Survey results indicated that the main clinical observations as reported by the farmers were itching (lousiness), cough, diarrhea and the presence of Ascaris suum in pig feces, in descending order of magnitude (figure 3). Lousiness prevalence in herd was above 50%. Figure 3 also shows the incidence of cough and diarrhea, which were the main symptoms observed during the 12-month monitoring phase. Cough prevalence was higher during the dry season from December to May while diarrhea was more prevalent from July to September corresponding to the peak of the wet season (figure 4). The occurrence of clinical signs did not depend on the rearing system. Annual mortality rates were 57.5, 54.5 and 37.6% in intensive, semi-intensive and free-roaming systems, respectively. There was no significant difference between the rates due to the high variation from one herd to another. Mortality distribution according to age group is presented in figure 5. Most mortalities occurred in piglets of the preweaning age of three months and below. The most important cause of mortality (23.6%) was poor mothering ability (crushing or eating of young) due to poor housing and inadequate nutrition, followed by diarrhea (14.5% of total mortalities). There were similarities in mortality pattern by age group between survey estimates and monitored data (figure 5). Serological results for ASF were globally negative. Of the 150 samples analyzed 147 were negative and 3 positive. Incidentally, the positive three were from females.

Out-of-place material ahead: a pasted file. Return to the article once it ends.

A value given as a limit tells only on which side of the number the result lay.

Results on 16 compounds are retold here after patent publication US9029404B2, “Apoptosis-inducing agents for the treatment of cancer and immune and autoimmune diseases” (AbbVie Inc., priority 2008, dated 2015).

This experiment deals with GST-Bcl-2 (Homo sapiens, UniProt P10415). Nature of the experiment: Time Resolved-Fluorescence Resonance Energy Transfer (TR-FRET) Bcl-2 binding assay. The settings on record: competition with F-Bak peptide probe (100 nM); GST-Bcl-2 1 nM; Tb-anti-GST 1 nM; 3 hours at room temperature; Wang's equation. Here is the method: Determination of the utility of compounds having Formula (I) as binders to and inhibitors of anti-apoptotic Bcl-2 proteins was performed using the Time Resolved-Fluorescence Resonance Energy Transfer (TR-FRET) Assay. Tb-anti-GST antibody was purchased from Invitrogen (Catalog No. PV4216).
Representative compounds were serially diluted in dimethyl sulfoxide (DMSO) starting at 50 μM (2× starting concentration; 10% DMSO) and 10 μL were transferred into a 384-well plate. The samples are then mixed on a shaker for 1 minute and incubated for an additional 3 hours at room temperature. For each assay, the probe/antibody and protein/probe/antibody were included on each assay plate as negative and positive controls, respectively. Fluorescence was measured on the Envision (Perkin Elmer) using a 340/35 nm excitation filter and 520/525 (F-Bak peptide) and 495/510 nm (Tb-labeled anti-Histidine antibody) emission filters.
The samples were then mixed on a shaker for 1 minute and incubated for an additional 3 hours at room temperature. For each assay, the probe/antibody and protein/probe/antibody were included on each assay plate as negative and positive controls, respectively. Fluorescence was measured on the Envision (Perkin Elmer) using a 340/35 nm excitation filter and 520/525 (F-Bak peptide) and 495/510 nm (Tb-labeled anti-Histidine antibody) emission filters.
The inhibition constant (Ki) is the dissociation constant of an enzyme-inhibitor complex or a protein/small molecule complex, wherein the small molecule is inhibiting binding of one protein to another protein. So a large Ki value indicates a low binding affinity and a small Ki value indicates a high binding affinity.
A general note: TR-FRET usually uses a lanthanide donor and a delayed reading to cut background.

Pork inspection findings are represented in table I. About 76% of slaughtered pigs were infested by the louse Haematopinus suis. Tuberculosis (TB) lesions were the most common postmortem pathology with a prevalence of 33.2%. Other important lesions were cysticercosis (cystic stage of the tapeworm Taenia solium), liver milkspots and presence of Ascaris suum larvae in the lungs. The age and sex of the animal and the season were considered as predisposing factors to the occurrence of some of the pathological conditions encountered at pork inspection. Table II shows that these factors had no influence on the occurrence of tuberculosis lesions and cysticercosis. However, female pigs were more vulnerable to Ascaris suum larvae in the lungs than males (p = 0.002) and this condition was also significantly more common in the dry season (p = 0.048). Lousiness was highly associated with older animals (p = 0.0002) and with the dry season (p = 0.0001).
Seasonal variation of the main diseases is presented in figure 6. It shows that lousiness prevalence is high throughout the dry season and early in the rainy season, dropping sharply in August and remaining low until October, i.e., at the peak and until the end of the rainy season. Although gastroenteritis is not presented in figure 6, the 4% cases (table I) were all recorded in August and September (at the peak of the rainy season).